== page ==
Social activity and gospel witness go on simultaneously. One does not depend on the other. Often national Christians do the social work while others witness. Local people participate as they will. Social ministries, of course, produce additional contacts. Non-Christians get to know Christians and the church building in non-threatening, need-based encounters. They see the church as credible, as part of the community, not an outside agency. They become more open to the gospel.
Building relationships means getting to know the political, religious, government, military, and other community leaders. After getting to know as many of them as possible, effective church planters develop a few deeper friendships. This reduces suspicions and helps alleviate future problems.
For example, new Christians were having a Christmas celebration in a moderately hostile Muslim area of Indonesia. A low-level official came to shut it down. But the national church planter had developed a close relationship with this official’s supervisor. He arrived and asked if there were any problems. The lower-ranking man bowed out and the Christians said everything was fine. What could have been a disaster was avoided because of the care taken to establish a friendship.
6. More effective church planters have a greater ability to identify and then work with people who have a loosely structured religion. Where the religious structure is fairly loose, church planting tends to be more successful. This finding corresponds to the principle that says church planters ought to work among more open people first. As they respond, church planters can build on multiplied contacts provided by new Christians among more resistant people.
Successful church planters in the survey were either finding sectors of society more open to change, or they were using evangelism and making converts in ways that allowed people to become Christians and retain the essence of their culture, while putting a Christian stamp on it. This confirms what Donald McGavran has taught, the “resistance arises primarily from fear that ‘becoming a Christian will separate me from my people.'” (Understanding Church Growth, p. 191).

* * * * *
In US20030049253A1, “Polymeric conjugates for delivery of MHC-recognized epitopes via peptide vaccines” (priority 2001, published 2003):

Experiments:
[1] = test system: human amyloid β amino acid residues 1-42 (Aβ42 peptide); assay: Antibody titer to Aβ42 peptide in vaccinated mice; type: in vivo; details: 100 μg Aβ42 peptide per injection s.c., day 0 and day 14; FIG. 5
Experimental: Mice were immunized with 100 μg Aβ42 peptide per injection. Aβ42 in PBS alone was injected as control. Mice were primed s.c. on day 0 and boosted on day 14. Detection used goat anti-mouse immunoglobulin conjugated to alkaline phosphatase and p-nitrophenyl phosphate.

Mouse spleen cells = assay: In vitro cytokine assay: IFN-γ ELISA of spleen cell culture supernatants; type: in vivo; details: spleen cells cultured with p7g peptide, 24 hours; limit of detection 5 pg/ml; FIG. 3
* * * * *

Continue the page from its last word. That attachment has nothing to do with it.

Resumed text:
For example, more people tend to respond to the gospel when they have recently moved. Some of the more effective church planters worked with people who had just migrated into land areas recently opened by the government for settlement.
Other successful church planters find large new housing projects more open to the gospel for the first five years. Once people had settled in and developed new habits, they were no longer as open. They had built a new web of social contacts, so they had more to lose by joining a Christian group than when they first arrived.
7. More effective church planters have a greater ability to incorporate new converts into evangelistic outreach. Consistently, the more effective ones quickly involved new believers in ministry and evangelism, even though they had minimal training. The survey uncovered three positive results from this practice.
First, new convert evangelism takes advantage of natural bridges for sharing the gospel while the new convert still has the greatest number of non-Christian friends. The longer people are Christians, the fewer non-Christian friends they tend to have.
Second, as new believers do evangelism, they develop a stronger commitment to the gospel. They become insiders, part of a new family. Even if forced to cut the ties with their old relationships, they can see new friendships developing.
Third, as they share their faith, new believers immediately are hit with questions about what they believe. Rather than destroying their faith, this forces them to study and learn more about it. As they study the Bible and learn from more experienced Christians, their faith and knowledge grow. Their quest for maturity is need driven.
Check the article for the rest. It’s worth a read.
Just read a great article by Paul Baloche on Ministry, Money, and Motivation. He calls to mind Paul’s words “Do nothing out of selfish ambition or vain conceit, but in humility consider others better than yourselves” (Phil. 2:3) and applies them to the pursuit of ministry. As I’m finishing seminary and working actively to determine the next step, I am constantly wrestling with the temptation to do what is easiest and makes most financial sense. I am constantly being tempted to seek first my own kingdom. My prayer has to be, “Lord, help me seek first Your kingdom.” And right now, that’s not easy.
An article I read on loving the city the other day is worth a read. It is a helpful exhortation and a critique of many movements currently happening. The author makes 6 basic points:
(1) Fighting for marriage.”The marriage rate for African Americans has been dropping since the 1960s, and today, we have the lowest marriage rate of any racial group in the United States. In 2001, according to the U.S. Census, 43.3 percent of black men and 41.9 percent of black women in America had never been married, in contrast to 27.4 percent and 20.7 percent respectively for whites. African American women are the least likely in our society to marry. In the period between 1970 and 2001, the overall marriage rate in the United States declined by 17 percent; but for blacks, it fell by 34 percent.”